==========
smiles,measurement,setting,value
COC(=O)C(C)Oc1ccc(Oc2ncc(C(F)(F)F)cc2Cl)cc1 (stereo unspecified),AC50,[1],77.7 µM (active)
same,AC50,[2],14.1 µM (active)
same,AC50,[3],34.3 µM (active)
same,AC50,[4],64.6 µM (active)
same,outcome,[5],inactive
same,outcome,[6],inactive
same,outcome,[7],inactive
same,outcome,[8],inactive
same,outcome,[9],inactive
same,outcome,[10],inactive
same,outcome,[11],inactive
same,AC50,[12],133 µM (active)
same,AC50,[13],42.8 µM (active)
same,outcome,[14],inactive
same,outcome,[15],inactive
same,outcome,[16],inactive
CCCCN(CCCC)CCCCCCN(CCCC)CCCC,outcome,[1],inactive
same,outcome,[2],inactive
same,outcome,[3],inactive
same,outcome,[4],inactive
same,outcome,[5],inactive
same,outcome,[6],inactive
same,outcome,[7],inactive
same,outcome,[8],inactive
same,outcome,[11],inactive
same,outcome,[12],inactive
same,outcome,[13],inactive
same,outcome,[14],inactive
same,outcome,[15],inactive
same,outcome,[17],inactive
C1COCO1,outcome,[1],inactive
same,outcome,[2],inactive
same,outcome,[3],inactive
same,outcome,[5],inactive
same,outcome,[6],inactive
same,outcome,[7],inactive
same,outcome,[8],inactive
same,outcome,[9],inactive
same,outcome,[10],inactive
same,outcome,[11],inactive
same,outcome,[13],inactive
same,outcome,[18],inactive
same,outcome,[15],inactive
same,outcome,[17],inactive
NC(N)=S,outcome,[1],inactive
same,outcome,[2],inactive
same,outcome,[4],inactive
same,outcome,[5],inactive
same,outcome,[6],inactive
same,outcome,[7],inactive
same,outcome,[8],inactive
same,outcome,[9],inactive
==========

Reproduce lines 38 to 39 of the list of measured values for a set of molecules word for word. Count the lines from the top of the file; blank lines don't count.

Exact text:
same,outcome,[8],inactive
same,outcome,[9],inactive